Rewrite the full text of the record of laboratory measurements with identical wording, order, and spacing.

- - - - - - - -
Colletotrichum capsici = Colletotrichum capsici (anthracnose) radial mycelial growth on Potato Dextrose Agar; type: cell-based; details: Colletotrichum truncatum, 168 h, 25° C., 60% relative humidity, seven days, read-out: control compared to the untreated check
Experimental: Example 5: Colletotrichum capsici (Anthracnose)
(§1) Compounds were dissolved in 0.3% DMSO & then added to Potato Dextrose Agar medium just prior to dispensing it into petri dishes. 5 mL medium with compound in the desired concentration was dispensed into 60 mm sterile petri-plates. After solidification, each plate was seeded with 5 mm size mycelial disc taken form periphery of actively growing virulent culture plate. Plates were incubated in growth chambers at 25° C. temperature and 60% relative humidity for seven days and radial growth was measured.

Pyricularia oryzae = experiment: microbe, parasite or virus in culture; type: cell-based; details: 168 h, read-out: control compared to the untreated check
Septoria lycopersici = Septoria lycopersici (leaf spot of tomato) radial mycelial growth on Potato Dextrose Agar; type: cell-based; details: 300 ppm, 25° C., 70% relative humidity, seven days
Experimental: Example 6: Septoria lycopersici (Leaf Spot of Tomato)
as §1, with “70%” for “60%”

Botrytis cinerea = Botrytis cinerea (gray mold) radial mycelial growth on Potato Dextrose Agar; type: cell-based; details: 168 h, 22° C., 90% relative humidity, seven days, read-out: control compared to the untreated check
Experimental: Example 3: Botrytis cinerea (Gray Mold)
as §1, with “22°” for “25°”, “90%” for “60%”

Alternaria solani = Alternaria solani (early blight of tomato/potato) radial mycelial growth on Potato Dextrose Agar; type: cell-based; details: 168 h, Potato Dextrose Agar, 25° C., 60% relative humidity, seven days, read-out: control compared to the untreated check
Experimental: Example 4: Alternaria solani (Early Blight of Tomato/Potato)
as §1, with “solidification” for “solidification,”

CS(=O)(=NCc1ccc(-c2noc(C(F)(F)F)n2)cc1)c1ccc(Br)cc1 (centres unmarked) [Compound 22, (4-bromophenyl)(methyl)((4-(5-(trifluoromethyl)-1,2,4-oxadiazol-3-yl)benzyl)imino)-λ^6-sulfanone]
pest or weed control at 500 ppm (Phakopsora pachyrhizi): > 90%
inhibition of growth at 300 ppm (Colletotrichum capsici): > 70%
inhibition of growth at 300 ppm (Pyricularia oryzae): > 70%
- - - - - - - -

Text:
Colletotrichum capsici = Colletotrichum capsici (anthracnose) radial mycelial growth on Potato Dextrose Agar; type: cell-based; details: Colletotrichum truncatum, 168 h, 25° C., 60% relative humidity, seven days, read-out: control compared to the untreated check
Experimental: Example 5: Colletotrichum capsici (Anthracnose)
(§1) Compounds were dissolved in 0.3% DMSO & then added to Potato Dextrose Agar medium just prior to dispensing it into petri dishes. 5 mL medium with compound in the desired concentration was dispensed into 60 mm sterile petri-plates. After solidification, each plate was seeded with 5 mm size mycelial disc taken form periphery of actively growing virulent culture plate. Plates were incubated in growth chambers at 25° C. temperature and 60% relative humidity for seven days and radial growth was measured.

Pyricularia oryzae = experiment: microbe, parasite or virus in culture; type: cell-based; details: 168 h, read-out: control compared to the untreated check
Septoria lycopersici = Septoria lycopersici (leaf spot of tomato) radial mycelial growth on Potato Dextrose Agar; type: cell-based; details: 300 ppm, 25° C., 70% relative humidity, seven days
Experimental: Example 6: Septoria lycopersici (Leaf Spot of Tomato)
as §1, with “70%” for “60%”

Botrytis cinerea = Botrytis cinerea (gray mold) radial mycelial growth on Potato Dextrose Agar; type: cell-based; details: 168 h, 22° C., 90% relative humidity, seven days, read-out: control compared to the untreated check
Experimental: Example 3: Botrytis cinerea (Gray Mold)
as §1, with “22°” for “25°”, “90%” for “60%”

Alternaria solani = Alternaria solani (early blight of tomato/potato) radial mycelial growth on Potato Dextrose Agar; type: cell-based; details: 168 h, Potato Dextrose Agar, 25° C., 60% relative humidity, seven days, read-out: control compared to the untreated check
Experimental: Example 4: Alternaria solani (Early Blight of Tomato/Potato)
as §1, with “solidification” for “solidification,”

CS(=O)(=NCc1ccc(-c2noc(C(F)(F)F)n2)cc1)c1ccc(Br)cc1 (centres unmarked) [Compound 22, (4-bromophenyl)(methyl)((4-(5-(trifluoromethyl)-1,2,4-oxadiazol-3-yl)benzyl)imino)-λ^6-sulfanone]
pest or weed control at 500 ppm (Phakopsora pachyrhizi): > 90%
inhibition of growth at 300 ppm (Colletotrichum capsici): > 70%
inhibition of growth at 300 ppm (Pyricularia oryzae): > 70%